This past week, EU NAVFOR Somalia Operation ATALANTA attended the second Ministerial Conference on Maritime Security in the Western Indian Ocean and the 22nd Plenary Session of the Contact Group on Piracy off the Coast of Somalia (CGPCS). The Indian Ocean Commission (IOC) organised the event with the European Union (EU) within the framework of the Maritime Security (MASE) Programme. In addition, EU NAVFOR met with representatives from Somalia during the “Maritime Security Coordination Committee” (MSCC).
The Ministerial Meeting and the Plenary Sessions of the Contact Group provide a platform to focus on the shared objective of deterring piracy in the Western Indian Ocean and to exchange views on wider maritime security threats. Both events are of importance as they allow various dignitaries, ministers and high officials of as well as representatives from international organisations to discuss the state and progress of Maritime Security in the region.
EU NAVFOR Somalia – Operation ATALANTA, together with the Combined Maritime Forces (CMF), presented the military threat assessment to both the working groups and to the Plenary of the CGPCS. EU NAVFOR also took the opportunity to update Stakeholders on the status of the current judicial process with respect to the transfer and prosecution of the five suspected pirates arrested by EU NAVFOR Somalia in April 2019.
In its conclusions, the CGPCS Plenary called upon EU NAVFOR, CMF and Independent Deployers to maintain their presence off the coast of Somalia to prevent resurgence of piracy and related crime. The CGPCS Members also welcomed the progress in the establishment of a regional architecture of maritime security with the operationalisation of the Regional Centre for Operations Coordination (RCOCC) and the Regional Maritime Information Fusion Centre (RMIFC) in the Seychelles and in Madagascar.
It was decided at the 22nd CGPCS Plenary Sessions that Kenya will serve as chair of CGPCS for a period of two years beginning January 2020. As Chair, Kenya will coordinate regional and international efforts to manage the threat of piracy.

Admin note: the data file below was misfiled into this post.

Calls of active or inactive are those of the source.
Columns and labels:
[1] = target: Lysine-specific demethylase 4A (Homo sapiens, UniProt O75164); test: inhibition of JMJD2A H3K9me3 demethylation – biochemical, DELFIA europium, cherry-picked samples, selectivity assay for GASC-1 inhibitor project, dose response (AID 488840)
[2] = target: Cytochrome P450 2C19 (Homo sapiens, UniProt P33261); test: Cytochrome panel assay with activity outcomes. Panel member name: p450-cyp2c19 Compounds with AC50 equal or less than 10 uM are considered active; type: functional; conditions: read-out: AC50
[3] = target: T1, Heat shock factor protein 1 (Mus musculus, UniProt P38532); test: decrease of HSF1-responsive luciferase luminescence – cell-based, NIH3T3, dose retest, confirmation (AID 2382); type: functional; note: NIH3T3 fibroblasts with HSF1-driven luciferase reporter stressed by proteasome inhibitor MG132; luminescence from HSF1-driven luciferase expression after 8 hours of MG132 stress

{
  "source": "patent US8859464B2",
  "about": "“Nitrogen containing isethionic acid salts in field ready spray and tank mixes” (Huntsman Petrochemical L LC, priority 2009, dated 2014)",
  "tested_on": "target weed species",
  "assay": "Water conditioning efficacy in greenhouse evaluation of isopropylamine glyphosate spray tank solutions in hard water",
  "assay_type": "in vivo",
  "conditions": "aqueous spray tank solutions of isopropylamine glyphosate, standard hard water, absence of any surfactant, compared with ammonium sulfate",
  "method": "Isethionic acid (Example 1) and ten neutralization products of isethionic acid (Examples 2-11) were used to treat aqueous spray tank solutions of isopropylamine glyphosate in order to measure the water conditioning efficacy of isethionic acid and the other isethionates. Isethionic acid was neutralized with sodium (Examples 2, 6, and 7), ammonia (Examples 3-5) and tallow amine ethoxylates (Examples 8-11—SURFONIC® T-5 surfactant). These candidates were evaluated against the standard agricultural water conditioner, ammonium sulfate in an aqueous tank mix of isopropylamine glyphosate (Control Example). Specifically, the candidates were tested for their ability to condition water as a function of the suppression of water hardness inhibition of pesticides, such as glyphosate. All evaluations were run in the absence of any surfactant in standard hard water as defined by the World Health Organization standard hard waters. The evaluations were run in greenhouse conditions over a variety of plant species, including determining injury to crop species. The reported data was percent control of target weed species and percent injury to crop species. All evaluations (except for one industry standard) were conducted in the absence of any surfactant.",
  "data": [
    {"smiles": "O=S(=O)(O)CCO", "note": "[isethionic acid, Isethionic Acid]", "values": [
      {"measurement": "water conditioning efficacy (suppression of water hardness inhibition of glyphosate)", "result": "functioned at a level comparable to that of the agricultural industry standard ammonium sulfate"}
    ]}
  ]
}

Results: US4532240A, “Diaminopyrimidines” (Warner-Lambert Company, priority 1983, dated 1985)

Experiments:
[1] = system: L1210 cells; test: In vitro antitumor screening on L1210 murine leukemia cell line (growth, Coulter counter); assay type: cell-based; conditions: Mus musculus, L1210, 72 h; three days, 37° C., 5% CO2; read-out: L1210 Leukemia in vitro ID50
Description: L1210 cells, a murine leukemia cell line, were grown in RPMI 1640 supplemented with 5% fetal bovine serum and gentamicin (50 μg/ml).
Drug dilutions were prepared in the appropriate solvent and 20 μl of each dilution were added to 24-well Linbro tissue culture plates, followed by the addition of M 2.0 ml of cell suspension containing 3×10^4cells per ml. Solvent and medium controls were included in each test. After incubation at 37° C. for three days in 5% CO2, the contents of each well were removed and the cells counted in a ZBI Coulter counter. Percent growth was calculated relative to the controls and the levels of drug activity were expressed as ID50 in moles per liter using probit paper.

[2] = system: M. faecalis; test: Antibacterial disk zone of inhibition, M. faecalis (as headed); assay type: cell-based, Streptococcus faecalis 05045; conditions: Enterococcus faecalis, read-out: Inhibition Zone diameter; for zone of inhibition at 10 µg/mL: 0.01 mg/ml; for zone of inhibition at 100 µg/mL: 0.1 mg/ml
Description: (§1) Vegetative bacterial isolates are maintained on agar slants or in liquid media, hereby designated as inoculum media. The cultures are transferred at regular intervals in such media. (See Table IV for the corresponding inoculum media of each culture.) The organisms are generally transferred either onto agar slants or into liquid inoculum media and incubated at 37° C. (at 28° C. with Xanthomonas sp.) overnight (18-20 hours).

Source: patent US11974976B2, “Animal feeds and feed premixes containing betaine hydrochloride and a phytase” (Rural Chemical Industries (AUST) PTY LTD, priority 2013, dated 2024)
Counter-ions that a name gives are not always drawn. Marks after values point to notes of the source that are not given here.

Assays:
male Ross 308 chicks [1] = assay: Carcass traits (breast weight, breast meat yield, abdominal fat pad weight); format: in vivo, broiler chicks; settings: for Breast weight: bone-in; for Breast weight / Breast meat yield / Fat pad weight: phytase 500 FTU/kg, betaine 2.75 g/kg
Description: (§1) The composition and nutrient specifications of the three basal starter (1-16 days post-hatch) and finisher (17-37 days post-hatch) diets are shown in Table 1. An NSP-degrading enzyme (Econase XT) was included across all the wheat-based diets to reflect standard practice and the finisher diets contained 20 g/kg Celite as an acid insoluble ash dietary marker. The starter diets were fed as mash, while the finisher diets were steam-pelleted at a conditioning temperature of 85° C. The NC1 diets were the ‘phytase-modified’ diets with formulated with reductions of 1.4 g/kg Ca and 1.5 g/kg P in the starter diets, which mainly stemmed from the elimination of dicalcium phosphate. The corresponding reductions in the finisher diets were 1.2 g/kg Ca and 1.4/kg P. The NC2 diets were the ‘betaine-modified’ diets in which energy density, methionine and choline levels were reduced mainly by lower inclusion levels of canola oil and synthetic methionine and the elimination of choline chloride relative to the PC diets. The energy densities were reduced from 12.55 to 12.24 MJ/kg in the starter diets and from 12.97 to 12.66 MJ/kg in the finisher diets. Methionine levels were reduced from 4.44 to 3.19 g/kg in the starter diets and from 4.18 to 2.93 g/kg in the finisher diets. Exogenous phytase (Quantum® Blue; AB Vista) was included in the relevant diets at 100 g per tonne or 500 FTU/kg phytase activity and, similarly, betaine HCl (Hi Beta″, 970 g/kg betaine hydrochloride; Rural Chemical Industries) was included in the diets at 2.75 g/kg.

The European Union funds the MASE Programme, a regional programme that supports the implementation of the Regional Strategy and Action Plan to fight piracy and promote maritime security in the Eastern and Southern Africa–Indian Ocean. The MASE countries involve four main regional organisations: The Intergovernmental Authority on Development (IGAD), the East Africa Community (EAC), the Common Market for Eastern and Southern Africa (COMESA) and the IOC, and is also implemented in partnership with the Food and Agriculture Organization of the United Nations (FAO), International Criminal Police Organization (INTERPOL) and the United Nations Office on Drugs and Crime (UNODC).
Through the MASE Programme, the EU supports the RCOC in Seychelles and the RMIFC in Madagascar with equipment and training. The two regional centres are crucial in organising a more effective and coordinated fight against piracy in the high-risk area off the Horn of Africa. In addition the MASE programme funds activities aimed to improve the livelihoods in Somalia such as the Coastal Communities against Piracy Project, which is implement by the UN Food and Agriculture Organisation (UNFAO).